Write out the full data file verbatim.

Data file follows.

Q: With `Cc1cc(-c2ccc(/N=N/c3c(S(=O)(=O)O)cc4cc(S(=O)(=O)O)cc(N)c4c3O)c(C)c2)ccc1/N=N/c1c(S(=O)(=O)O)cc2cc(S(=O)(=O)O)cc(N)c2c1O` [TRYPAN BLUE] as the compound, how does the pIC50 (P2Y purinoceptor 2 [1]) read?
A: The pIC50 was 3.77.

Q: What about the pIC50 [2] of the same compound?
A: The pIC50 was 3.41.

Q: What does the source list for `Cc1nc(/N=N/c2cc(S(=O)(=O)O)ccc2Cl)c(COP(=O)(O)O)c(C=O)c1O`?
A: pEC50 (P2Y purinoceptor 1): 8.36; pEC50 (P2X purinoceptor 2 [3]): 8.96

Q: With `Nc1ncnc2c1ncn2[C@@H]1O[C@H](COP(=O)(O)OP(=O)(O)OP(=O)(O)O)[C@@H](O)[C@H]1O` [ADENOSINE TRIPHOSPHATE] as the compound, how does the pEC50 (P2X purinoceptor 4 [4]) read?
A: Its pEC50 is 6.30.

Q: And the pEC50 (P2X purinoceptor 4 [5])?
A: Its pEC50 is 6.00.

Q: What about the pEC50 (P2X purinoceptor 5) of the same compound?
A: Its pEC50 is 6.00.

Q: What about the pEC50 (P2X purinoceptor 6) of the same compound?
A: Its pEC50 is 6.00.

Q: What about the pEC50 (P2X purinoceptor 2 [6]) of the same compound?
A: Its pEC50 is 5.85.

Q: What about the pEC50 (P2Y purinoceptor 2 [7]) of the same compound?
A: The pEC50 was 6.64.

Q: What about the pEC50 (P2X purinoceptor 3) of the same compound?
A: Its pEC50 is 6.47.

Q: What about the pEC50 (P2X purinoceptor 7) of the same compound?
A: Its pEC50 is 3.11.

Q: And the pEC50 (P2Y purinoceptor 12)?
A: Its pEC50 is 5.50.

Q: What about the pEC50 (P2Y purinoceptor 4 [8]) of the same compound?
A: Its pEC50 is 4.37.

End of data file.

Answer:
Q: With `Cc1cc(-c2ccc(/N=N/c3c(S(=O)(=O)O)cc4cc(S(=O)(=O)O)cc(N)c4c3O)c(C)c2)ccc1/N=N/c1c(S(=O)(=O)O)cc2cc(S(=O)(=O)O)cc(N)c2c1O` [TRYPAN BLUE] as the compound, how does the pIC50 (P2Y purinoceptor 2 [1]) read?
A: The pIC50 was 3.77.

Q: What about the pIC50 [2] of the same compound?
A: The pIC50 was 3.41.

Q: What does the source list for `Cc1nc(/N=N/c2cc(S(=O)(=O)O)ccc2Cl)c(COP(=O)(O)O)c(C=O)c1O`?
A: pEC50 (P2Y purinoceptor 1): 8.36; pEC50 (P2X purinoceptor 2 [3]): 8.96

Q: With `Nc1ncnc2c1ncn2[C@@H]1O[C@H](COP(=O)(O)OP(=O)(O)OP(=O)(O)O)[C@@H](O)[C@H]1O` [ADENOSINE TRIPHOSPHATE] as the compound, how does the pEC50 (P2X purinoceptor 4 [4]) read?
A: Its pEC50 is 6.30.

Q: And the pEC50 (P2X purinoceptor 4 [5])?
A: Its pEC50 is 6.00.

Q: What about the pEC50 (P2X purinoceptor 5) of the same compound?
A: Its pEC50 is 6.00.

Q: What about the pEC50 (P2X purinoceptor 6) of the same compound?
A: Its pEC50 is 6.00.

Q: What about the pEC50 (P2X purinoceptor 2 [6]) of the same compound?
A: Its pEC50 is 5.85.

Q: What about the pEC50 (P2Y purinoceptor 2 [7]) of the same compound?
A: The pEC50 was 6.64.

Q: What about the pEC50 (P2X purinoceptor 3) of the same compound?
A: Its pEC50 is 6.47.

Q: What about the pEC50 (P2X purinoceptor 7) of the same compound?
A: Its pEC50 is 3.11.

Q: And the pEC50 (P2Y purinoceptor 12)?
A: Its pEC50 is 5.50.

Q: What about the pEC50 (P2Y purinoceptor 4 [8]) of the same compound?
A: Its pEC50 is 4.37.